June FOMC Decision: Expect No Change in Rates – Increased Dovish Rhetoric
A packed week of inflation related data should provide more clarity on the future direction of interest rates for the rest of 2015, with the June FOMC rate decision, CPI, and guided commentary from Janet Yellen all scheduled for release. The market has already pushed out its expectations for a fed rate hike to September, so any surprise move by the Fed at the upcoming meeting, would lead to serious volatility in world markets. A survey from Bloomberg News shows only 1 economist from 74 polled believe the FOMC will move on rates at Wednesday’s meeting. While holding rates steady may be a foregone conclusion, rhetoric from the Fed will be under close scrutiny, with particular focus on any adjustments to the “Dot” system of staff projections on the Fed Funds rate for signs that the September time frame remains intact.
As ever, the post meeting commentary from Fed chairman Janet Yellen will be a significant market moving event with some aspects in particular worth keeping an eye on. Yellen recently focused on the dollar’s strength as providing significant headwinds to US exports and manufacturing, and any repeat could signal an increase focus on the currency as a policy tool going forward. Expect the Fed to also touch on the fallout from Greece and worsening economic conditions globally as potential ongoing threats going forward. The World Bank recently slashed its 2015 global economic growth forecast to 2.8%, highlighting particularly difficulties in emerging markets due to lower commodity prices and higher borrowing costs. As a block, emerging markets are now forecast to grow at 4.4% in 2015, down from an original forecast of 4.8%. Since 2008 emerging markets have been an important engine of global growth – the head of the IMF Christine Lagarde recently issued a plea to the Fed to delay any increase in rates until 2016 to avoid a potential meltdown in emerging markets. With the ongoing uncertainty globally, this looks increasingly possible.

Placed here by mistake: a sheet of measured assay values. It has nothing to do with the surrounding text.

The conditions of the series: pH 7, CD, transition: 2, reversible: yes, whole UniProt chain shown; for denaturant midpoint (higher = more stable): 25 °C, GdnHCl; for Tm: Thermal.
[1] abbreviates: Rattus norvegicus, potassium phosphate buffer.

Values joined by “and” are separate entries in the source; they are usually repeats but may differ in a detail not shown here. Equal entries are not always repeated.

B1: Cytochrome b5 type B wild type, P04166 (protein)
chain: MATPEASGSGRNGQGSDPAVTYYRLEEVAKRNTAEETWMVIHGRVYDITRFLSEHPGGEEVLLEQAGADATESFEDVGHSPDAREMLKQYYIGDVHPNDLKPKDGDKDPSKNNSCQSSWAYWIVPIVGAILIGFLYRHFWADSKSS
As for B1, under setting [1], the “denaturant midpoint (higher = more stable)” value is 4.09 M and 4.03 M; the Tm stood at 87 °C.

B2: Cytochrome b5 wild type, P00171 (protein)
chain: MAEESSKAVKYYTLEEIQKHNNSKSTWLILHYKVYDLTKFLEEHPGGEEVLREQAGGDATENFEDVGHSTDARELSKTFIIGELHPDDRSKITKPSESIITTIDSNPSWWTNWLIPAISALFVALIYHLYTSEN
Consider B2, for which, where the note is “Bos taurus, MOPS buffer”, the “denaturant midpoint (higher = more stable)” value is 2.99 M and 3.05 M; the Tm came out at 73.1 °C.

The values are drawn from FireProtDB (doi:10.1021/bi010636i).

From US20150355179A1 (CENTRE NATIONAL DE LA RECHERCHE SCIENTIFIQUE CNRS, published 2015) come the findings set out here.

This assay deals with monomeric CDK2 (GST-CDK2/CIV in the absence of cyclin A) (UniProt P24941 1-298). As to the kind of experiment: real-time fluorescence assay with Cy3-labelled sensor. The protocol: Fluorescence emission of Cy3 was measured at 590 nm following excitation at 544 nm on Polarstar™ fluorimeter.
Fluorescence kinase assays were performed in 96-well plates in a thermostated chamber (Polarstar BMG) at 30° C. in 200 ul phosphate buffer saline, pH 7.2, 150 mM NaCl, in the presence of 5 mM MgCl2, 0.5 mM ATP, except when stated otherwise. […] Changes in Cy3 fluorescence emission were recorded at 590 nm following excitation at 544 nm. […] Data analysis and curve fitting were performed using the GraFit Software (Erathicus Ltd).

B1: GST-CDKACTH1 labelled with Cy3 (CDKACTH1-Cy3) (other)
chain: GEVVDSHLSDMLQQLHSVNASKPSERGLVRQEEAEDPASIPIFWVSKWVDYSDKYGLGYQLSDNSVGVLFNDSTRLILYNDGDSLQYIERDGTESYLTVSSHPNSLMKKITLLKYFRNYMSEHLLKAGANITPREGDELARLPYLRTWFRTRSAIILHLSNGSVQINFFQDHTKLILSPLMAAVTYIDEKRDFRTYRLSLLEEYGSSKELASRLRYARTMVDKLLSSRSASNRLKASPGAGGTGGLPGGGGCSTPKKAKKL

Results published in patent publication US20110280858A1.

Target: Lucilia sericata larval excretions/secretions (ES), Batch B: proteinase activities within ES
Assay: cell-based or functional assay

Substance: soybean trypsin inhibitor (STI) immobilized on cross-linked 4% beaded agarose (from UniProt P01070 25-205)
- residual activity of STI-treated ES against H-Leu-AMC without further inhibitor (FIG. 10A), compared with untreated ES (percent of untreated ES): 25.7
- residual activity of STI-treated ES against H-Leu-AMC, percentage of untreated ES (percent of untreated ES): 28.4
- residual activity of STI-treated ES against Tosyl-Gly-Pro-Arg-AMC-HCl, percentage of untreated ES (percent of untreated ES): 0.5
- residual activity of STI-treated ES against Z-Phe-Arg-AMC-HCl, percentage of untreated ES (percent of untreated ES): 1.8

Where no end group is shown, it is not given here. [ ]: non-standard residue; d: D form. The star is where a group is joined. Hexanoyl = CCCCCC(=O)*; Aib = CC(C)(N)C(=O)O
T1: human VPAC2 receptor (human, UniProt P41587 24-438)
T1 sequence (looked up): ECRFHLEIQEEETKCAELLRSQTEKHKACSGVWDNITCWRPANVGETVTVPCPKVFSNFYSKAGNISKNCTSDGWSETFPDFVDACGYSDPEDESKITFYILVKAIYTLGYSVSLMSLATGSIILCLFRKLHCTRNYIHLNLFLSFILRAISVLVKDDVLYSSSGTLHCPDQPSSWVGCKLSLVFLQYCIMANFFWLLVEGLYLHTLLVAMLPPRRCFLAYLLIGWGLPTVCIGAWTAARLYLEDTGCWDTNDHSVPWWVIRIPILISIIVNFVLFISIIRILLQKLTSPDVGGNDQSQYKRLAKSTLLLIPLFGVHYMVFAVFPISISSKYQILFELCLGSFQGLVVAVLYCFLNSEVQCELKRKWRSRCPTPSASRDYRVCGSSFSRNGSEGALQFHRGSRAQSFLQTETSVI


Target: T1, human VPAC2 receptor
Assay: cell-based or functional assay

May CPI Release
Hot on the heels of the FOMC decision, Thursday sees the release of May CPI inflation data, with consensus forecasting a 0.5% increase in month on month inflation in the headline number, and an increase of 0.2% from last month in the core number excluding food and energy. Recent PPI data saw large gains in energy related inflation, and hotter than expected CPI numbers as a consequence would not come as too much of shock. While the CPI tends to lag the PPI, there is a chance of fuel related costs to start appearing in this month’s data.
Medical related costs and inflation, components of the broader index which have been surging in recent months, will be monitored closely to see if the recent trend of rising prices continues. Expect some serious attention to shift towards this sector should the trend remain intact. Increasingly medical costs will act as a de-facto tax on American consumers going forward.
Greece casting a long shadow
While inflation data and expectations have been THE driving force behind markets over the past six to nine months, this month could ironically see the release take a back seat, overshadowed by the ongoing turmoil in Greece. Negotiations between Greece, the EU, and its creditors appear to be in deadlock, with the EU already preparing emergency measures and capital controls in anticipation of an imminent default. The contagion affect from Greece unknown, despite the market’s best efforts to reassure itself otherwise. An official Greek default would likely send a shock wave throughout the financial system.
In short, expect the upcoming meeting to reveal a more dovish tone from the Fed – market’s already have enough to contend with at the moment trying to contain the volatility from a potential Greek default without the Fed throwing fuel on the fire. On the inflation front, energy related costs are likely to see border inflation moving higher but there would need to be some drastic moves before the market could begin pricing in a September rate hike with any great conviction.
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